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Lauren

(no subject)

from: hardrockgrrl
date: Jul. 27th, 2008 06:05 am (UTC)
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Given that there were long lines of people queuing up outside IndyMac right here in Pasadena, worried that they might never see their money again after the FDIC takeover, I think the overall financial health of the bank is a reasonable concern at the moment.

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It's French... bitch.

(no subject)

from: vengeant
date: Jul. 27th, 2008 06:43 am (UTC)
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But if the bank is FDIC insured, doesn't that mean that your money is guaranteed, that if the bank fails, you'll get all your money back, courtesy of the government? (Well, everything up to 500,000 dollars, iirc)

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Anna

(no subject)

from: liebewanze
date: Jul. 27th, 2008 03:17 pm (UTC)
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Only $100,000 is insured by the FDIC and even then, after watching what happened to Indymac (people were refusing to honor checks, etc.) I agree with Diane that it's prudent to watch the financial state of your bank nowadays. Credit Unions might be the way to go as they weren't really involved in the sub-prime mess.

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Dilinger

There are always loop holes for the rich

from: dilinger
date: Jul. 28th, 2008 08:43 pm (UTC)
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It's actually per account/person.

So You, your other,
Your joint you and other, 300k

Plus your kids.
100k each.

Plus your joint You and your kids account


I'm not sure where the 500k came from but I'm sure you can open a joint account in your pets name.

Go figure.

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Susan

(no subject)

from: aylara
date: Jul. 27th, 2008 11:32 pm (UTC)
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In a recent article I read (I think it was from a recent Newsweek), the FDIC doesn't actually have all that much money, and the general impression is that it's teetering. IndyMac depleted their funds by a bunch, so that's why things seem kind of unsteady at the moment.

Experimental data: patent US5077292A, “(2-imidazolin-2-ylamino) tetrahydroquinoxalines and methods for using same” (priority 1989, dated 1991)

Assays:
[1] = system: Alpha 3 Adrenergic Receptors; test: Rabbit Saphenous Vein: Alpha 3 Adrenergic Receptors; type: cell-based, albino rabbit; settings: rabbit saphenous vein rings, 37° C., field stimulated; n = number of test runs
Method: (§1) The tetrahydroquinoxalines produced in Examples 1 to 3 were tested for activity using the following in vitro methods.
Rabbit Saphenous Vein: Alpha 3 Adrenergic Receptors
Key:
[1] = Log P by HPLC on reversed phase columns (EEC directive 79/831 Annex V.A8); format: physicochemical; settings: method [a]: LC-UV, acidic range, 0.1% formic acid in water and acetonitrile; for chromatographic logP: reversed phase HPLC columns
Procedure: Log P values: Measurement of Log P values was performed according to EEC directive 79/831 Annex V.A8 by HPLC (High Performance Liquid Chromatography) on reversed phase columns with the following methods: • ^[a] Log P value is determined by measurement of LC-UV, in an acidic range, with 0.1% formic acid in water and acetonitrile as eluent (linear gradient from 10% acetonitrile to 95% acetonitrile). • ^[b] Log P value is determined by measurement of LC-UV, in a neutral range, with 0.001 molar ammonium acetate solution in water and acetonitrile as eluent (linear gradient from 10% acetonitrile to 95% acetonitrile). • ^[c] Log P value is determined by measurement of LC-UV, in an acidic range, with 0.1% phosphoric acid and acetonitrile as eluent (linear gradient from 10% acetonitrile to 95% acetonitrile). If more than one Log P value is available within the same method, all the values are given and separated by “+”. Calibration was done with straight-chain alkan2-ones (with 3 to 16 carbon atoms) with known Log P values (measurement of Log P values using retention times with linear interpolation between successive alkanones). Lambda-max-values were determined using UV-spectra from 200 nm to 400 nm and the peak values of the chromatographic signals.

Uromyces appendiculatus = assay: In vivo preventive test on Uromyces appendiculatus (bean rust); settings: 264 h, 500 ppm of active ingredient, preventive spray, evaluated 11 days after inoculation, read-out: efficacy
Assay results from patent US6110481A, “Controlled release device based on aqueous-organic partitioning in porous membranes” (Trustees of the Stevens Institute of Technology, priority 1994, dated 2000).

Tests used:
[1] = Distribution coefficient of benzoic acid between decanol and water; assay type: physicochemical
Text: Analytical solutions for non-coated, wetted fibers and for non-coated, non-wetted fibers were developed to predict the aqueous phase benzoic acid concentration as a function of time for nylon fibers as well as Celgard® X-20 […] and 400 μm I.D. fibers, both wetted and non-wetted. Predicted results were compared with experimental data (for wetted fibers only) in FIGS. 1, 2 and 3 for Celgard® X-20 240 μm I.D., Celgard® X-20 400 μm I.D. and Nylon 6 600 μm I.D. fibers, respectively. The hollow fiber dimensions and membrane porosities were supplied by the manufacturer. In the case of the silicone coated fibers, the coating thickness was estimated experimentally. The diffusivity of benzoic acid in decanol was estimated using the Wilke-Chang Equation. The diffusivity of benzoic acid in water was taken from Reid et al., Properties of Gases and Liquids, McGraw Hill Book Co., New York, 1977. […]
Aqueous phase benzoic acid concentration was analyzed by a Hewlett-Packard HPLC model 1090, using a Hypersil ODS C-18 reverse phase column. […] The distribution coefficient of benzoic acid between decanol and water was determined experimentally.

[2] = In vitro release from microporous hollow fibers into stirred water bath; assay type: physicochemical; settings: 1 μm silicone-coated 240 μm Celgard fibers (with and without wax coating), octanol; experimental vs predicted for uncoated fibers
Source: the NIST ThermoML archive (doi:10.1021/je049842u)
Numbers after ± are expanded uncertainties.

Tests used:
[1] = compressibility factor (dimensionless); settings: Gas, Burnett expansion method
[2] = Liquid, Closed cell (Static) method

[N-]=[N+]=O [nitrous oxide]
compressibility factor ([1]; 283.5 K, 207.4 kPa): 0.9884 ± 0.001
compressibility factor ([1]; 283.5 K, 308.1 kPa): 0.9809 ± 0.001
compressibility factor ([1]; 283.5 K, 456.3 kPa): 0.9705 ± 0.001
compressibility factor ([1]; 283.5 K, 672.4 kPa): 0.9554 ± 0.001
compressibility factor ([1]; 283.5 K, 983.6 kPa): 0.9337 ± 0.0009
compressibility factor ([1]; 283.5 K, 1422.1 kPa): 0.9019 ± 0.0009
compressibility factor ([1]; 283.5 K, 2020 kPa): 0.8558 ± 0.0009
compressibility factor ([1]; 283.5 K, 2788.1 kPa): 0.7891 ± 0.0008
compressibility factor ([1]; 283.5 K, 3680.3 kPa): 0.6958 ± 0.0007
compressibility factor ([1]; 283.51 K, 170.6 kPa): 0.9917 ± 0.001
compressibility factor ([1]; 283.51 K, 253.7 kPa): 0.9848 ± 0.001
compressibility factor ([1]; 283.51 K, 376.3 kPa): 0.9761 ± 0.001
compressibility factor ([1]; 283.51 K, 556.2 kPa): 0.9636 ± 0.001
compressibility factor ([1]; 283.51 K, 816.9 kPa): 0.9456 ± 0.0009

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Diane Trout

(no subject)

from: alienghic
date: Jul. 29th, 2008 05:56 pm (UTC)
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It's only insured to $100k per something. There may be allowable tricks to spread the money around so you can insure more than $100k.

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It's French... bitch.

(no subject)

from: vengeant
date: Jul. 30th, 2008 08:30 pm (UTC)
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....Wow, were you actually planning on having more than $100k in your shared bank account?

One easy trick is diversification: have your money spread around in different accounts at different banks, so that no account hits the $100k mark.

Of course, since you're dealing with amounts greater than $100k, perhaps you should just move it all to an offshore account. Saves on taxes. Richie McRichPants! :-p

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Kdigga/Ace/G-Man/DoomHammer

Banks

from: kdiggarl9
date: Jul. 30th, 2008 09:33 pm (UTC)
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I would say FARGO/HSBC/Citizens/CHASE/ING it depends on where you are BOA/CITI/WACHOVIA/WAMU/The rest of them are not as conservative or strong on risk management. I am anti big corp but in the case of banks I trust the huge global players over the nationals. Citizens is Owened by RBS.